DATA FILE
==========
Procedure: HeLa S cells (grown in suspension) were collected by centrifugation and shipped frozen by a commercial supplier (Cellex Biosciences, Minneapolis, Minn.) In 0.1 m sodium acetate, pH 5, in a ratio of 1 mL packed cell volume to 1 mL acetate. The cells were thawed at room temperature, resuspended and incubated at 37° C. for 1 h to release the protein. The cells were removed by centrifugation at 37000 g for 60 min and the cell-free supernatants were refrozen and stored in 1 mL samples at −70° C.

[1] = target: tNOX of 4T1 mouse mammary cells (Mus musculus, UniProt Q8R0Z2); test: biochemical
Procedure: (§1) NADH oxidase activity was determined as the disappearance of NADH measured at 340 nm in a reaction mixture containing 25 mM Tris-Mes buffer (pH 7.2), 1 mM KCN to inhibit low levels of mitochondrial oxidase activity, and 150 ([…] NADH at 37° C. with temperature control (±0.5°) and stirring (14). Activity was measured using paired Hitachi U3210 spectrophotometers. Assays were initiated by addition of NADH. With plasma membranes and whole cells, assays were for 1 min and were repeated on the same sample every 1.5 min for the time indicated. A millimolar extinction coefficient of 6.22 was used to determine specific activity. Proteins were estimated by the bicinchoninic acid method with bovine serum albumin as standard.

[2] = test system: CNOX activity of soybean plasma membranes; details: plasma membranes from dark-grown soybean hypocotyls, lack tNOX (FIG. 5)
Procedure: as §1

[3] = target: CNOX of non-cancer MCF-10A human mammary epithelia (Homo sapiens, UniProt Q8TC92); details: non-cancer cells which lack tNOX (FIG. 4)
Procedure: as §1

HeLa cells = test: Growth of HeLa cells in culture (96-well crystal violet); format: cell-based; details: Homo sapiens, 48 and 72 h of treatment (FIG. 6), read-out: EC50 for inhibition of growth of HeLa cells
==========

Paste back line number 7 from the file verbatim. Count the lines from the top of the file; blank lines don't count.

Procedure: as §1